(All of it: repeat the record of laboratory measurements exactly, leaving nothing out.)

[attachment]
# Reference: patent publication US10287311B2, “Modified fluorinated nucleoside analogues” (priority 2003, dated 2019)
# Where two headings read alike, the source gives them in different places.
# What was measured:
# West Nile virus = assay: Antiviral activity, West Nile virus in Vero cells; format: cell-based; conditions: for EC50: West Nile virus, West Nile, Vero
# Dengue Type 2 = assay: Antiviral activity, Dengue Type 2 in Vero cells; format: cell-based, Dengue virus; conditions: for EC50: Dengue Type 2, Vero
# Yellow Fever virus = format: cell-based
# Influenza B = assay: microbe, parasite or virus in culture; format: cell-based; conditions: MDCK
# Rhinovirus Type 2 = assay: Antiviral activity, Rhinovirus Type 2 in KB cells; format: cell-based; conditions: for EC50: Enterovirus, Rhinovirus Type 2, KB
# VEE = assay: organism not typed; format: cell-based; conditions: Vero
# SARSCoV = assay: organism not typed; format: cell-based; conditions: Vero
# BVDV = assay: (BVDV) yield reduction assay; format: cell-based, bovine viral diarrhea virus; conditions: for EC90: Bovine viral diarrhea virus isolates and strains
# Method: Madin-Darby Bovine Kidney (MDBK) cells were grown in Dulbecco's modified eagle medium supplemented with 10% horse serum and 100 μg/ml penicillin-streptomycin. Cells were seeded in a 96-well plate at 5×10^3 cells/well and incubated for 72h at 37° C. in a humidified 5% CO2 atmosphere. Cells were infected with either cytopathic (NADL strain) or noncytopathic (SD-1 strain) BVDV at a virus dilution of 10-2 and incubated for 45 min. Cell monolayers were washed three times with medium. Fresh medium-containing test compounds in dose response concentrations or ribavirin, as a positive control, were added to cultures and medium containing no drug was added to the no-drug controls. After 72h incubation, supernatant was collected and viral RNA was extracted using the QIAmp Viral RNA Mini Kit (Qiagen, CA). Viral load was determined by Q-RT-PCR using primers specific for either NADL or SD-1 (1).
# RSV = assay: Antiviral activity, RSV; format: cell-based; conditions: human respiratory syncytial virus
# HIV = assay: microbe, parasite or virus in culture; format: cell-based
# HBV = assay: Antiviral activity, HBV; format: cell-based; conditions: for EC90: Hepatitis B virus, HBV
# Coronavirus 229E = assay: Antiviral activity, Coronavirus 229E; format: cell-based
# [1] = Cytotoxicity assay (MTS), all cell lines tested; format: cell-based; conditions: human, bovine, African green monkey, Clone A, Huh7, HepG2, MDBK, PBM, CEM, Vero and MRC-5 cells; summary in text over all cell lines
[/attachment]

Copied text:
# Reference: patent publication US10287311B2, “Modified fluorinated nucleoside analogues” (priority 2003, dated 2019)
# Where two headings read alike, the source gives them in different places.
# What was measured:
# West Nile virus = assay: Antiviral activity, West Nile virus in Vero cells; format: cell-based; conditions: for EC50: West Nile virus, West Nile, Vero
# Dengue Type 2 = assay: Antiviral activity, Dengue Type 2 in Vero cells; format: cell-based, Dengue virus; conditions: for EC50: Dengue Type 2, Vero
# Yellow Fever virus = format: cell-based
# Influenza B = assay: microbe, parasite or virus in culture; format: cell-based; conditions: MDCK
# Rhinovirus Type 2 = assay: Antiviral activity, Rhinovirus Type 2 in KB cells; format: cell-based; conditions: for EC50: Enterovirus, Rhinovirus Type 2, KB
# VEE = assay: organism not typed; format: cell-based; conditions: Vero
# SARSCoV = assay: organism not typed; format: cell-based; conditions: Vero
# BVDV = assay: (BVDV) yield reduction assay; format: cell-based, bovine viral diarrhea virus; conditions: for EC90: Bovine viral diarrhea virus isolates and strains
# Method: Madin-Darby Bovine Kidney (MDBK) cells were grown in Dulbecco's modified eagle medium supplemented with 10% horse serum and 100 μg/ml penicillin-streptomycin. Cells were seeded in a 96-well plate at 5×10^3 cells/well and incubated for 72h at 37° C. in a humidified 5% CO2 atmosphere. Cells were infected with either cytopathic (NADL strain) or noncytopathic (SD-1 strain) BVDV at a virus dilution of 10-2 and incubated for 45 min. Cell monolayers were washed three times with medium. Fresh medium-containing test compounds in dose response concentrations or ribavirin, as a positive control, were added to cultures and medium containing no drug was added to the no-drug controls. After 72h incubation, supernatant was collected and viral RNA was extracted using the QIAmp Viral RNA Mini Kit (Qiagen, CA). Viral load was determined by Q-RT-PCR using primers specific for either NADL or SD-1 (1).
# RSV = assay: Antiviral activity, RSV; format: cell-based; conditions: human respiratory syncytial virus
# HIV = assay: microbe, parasite or virus in culture; format: cell-based
# HBV = assay: Antiviral activity, HBV; format: cell-based; conditions: for EC90: Hepatitis B virus, HBV
# Coronavirus 229E = assay: Antiviral activity, Coronavirus 229E; format: cell-based
# [1] = Cytotoxicity assay (MTS), all cell lines tested; format: cell-based; conditions: human, bovine, African green monkey, Clone A, Huh7, HepG2, MDBK, PBM, CEM, Vero and MRC-5 cells; summary in text over all cell lines